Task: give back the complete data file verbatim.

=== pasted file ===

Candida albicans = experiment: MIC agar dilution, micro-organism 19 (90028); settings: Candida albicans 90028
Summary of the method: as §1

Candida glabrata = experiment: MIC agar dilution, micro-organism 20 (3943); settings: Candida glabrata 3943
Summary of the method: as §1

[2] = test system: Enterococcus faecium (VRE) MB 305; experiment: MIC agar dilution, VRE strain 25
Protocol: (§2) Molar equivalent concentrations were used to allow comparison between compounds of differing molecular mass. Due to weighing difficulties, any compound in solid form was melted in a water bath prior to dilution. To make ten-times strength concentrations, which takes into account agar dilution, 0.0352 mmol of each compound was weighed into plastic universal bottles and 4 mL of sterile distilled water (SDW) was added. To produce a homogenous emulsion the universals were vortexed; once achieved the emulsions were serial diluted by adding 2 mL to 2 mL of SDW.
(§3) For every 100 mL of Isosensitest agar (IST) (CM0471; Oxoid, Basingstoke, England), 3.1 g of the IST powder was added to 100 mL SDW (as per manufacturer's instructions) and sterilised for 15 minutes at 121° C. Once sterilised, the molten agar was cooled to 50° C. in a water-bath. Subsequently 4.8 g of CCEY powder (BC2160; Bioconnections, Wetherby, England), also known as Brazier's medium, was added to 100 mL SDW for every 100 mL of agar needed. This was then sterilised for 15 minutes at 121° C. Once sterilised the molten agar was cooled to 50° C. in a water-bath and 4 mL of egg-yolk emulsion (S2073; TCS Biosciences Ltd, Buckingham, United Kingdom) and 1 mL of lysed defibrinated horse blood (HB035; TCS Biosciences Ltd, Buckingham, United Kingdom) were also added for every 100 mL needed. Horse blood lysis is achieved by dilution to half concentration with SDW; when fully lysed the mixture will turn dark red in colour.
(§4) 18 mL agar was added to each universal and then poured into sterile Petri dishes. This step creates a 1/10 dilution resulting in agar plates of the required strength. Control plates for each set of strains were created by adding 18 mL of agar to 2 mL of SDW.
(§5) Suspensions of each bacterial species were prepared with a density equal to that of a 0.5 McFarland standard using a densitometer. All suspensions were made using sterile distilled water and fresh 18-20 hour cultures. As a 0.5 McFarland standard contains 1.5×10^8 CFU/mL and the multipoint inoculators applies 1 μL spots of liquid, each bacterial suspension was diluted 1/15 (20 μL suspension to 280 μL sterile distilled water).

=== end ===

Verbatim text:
Candida albicans = experiment: MIC agar dilution, micro-organism 19 (90028); settings: Candida albicans 90028
Summary of the method: as §1

Candida glabrata = experiment: MIC agar dilution, micro-organism 20 (3943); settings: Candida glabrata 3943
Summary of the method: as §1

[2] = test system: Enterococcus faecium (VRE) MB 305; experiment: MIC agar dilution, VRE strain 25
Protocol: (§2) Molar equivalent concentrations were used to allow comparison between compounds of differing molecular mass. Due to weighing difficulties, any compound in solid form was melted in a water bath prior to dilution. To make ten-times strength concentrations, which takes into account agar dilution, 0.0352 mmol of each compound was weighed into plastic universal bottles and 4 mL of sterile distilled water (SDW) was added. To produce a homogenous emulsion the universals were vortexed; once achieved the emulsions were serial diluted by adding 2 mL to 2 mL of SDW.
(§3) For every 100 mL of Isosensitest agar (IST) (CM0471; Oxoid, Basingstoke, England), 3.1 g of the IST powder was added to 100 mL SDW (as per manufacturer's instructions) and sterilised for 15 minutes at 121° C. Once sterilised, the molten agar was cooled to 50° C. in a water-bath. Subsequently 4.8 g of CCEY powder (BC2160; Bioconnections, Wetherby, England), also known as Brazier's medium, was added to 100 mL SDW for every 100 mL of agar needed. This was then sterilised for 15 minutes at 121° C. Once sterilised the molten agar was cooled to 50° C. in a water-bath and 4 mL of egg-yolk emulsion (S2073; TCS Biosciences Ltd, Buckingham, United Kingdom) and 1 mL of lysed defibrinated horse blood (HB035; TCS Biosciences Ltd, Buckingham, United Kingdom) were also added for every 100 mL needed. Horse blood lysis is achieved by dilution to half concentration with SDW; when fully lysed the mixture will turn dark red in colour.
(§4) 18 mL agar was added to each universal and then poured into sterile Petri dishes. This step creates a 1/10 dilution resulting in agar plates of the required strength. Control plates for each set of strains were created by adding 18 mL of agar to 2 mL of SDW.
(§5) Suspensions of each bacterial species were prepared with a density equal to that of a 0.5 McFarland standard using a densitometer. All suspensions were made using sterile distilled water and fresh 18-20 hour cultures. As a 0.5 McFarland standard contains 1.5×10^8 CFU/mL and the multipoint inoculators applies 1 μL spots of liquid, each bacterial suspension was diluted 1/15 (20 μL suspension to 280 μL sterile distilled water).